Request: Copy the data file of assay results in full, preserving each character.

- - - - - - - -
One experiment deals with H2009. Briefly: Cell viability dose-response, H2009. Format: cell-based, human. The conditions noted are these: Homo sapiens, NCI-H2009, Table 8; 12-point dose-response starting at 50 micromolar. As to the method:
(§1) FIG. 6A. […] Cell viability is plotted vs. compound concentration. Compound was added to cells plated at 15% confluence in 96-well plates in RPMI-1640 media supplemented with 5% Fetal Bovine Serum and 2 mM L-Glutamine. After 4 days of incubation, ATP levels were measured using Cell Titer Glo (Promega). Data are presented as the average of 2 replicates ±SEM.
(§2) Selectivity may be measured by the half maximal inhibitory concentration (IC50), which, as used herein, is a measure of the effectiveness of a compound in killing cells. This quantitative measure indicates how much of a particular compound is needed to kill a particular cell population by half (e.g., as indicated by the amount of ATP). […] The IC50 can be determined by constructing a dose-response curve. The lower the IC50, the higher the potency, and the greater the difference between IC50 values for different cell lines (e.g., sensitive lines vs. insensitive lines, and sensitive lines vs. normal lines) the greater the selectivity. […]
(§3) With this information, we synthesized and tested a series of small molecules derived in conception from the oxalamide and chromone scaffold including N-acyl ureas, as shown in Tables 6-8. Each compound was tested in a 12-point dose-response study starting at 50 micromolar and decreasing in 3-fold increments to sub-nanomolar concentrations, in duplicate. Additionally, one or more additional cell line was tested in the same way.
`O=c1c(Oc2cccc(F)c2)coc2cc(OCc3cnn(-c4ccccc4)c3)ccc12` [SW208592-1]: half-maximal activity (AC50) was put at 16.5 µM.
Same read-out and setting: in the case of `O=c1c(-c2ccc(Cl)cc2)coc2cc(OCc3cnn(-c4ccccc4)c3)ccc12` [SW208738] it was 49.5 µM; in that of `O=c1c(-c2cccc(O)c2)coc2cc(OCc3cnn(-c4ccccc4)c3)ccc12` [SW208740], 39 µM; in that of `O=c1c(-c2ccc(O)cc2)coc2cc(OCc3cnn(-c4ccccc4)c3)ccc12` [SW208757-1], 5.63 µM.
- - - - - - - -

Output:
One experiment deals with H2009. Briefly: Cell viability dose-response, H2009. Format: cell-based, human. The conditions noted are these: Homo sapiens, NCI-H2009, Table 8; 12-point dose-response starting at 50 micromolar. As to the method:
(§1) FIG. 6A. […] Cell viability is plotted vs. compound concentration. Compound was added to cells plated at 15% confluence in 96-well plates in RPMI-1640 media supplemented with 5% Fetal Bovine Serum and 2 mM L-Glutamine. After 4 days of incubation, ATP levels were measured using Cell Titer Glo (Promega). Data are presented as the average of 2 replicates ±SEM.
(§2) Selectivity may be measured by the half maximal inhibitory concentration (IC50), which, as used herein, is a measure of the effectiveness of a compound in killing cells. This quantitative measure indicates how much of a particular compound is needed to kill a particular cell population by half (e.g., as indicated by the amount of ATP). […] The IC50 can be determined by constructing a dose-response curve. The lower the IC50, the higher the potency, and the greater the difference between IC50 values for different cell lines (e.g., sensitive lines vs. insensitive lines, and sensitive lines vs. normal lines) the greater the selectivity. […]
(§3) With this information, we synthesized and tested a series of small molecules derived in conception from the oxalamide and chromone scaffold including N-acyl ureas, as shown in Tables 6-8. Each compound was tested in a 12-point dose-response study starting at 50 micromolar and decreasing in 3-fold increments to sub-nanomolar concentrations, in duplicate. Additionally, one or more additional cell line was tested in the same way.
`O=c1c(Oc2cccc(F)c2)coc2cc(OCc3cnn(-c4ccccc4)c3)ccc12` [SW208592-1]: half-maximal activity (AC50) was put at 16.5 µM.
Same read-out and setting: in the case of `O=c1c(-c2ccc(Cl)cc2)coc2cc(OCc3cnn(-c4ccccc4)c3)ccc12` [SW208738] it was 49.5 µM; in that of `O=c1c(-c2cccc(O)c2)coc2cc(OCc3cnn(-c4ccccc4)c3)ccc12` [SW208740], 39 µM; in that of `O=c1c(-c2ccc(O)cc2)coc2cc(OCc3cnn(-c4ccccc4)c3)ccc12` [SW208757-1], 5.63 µM.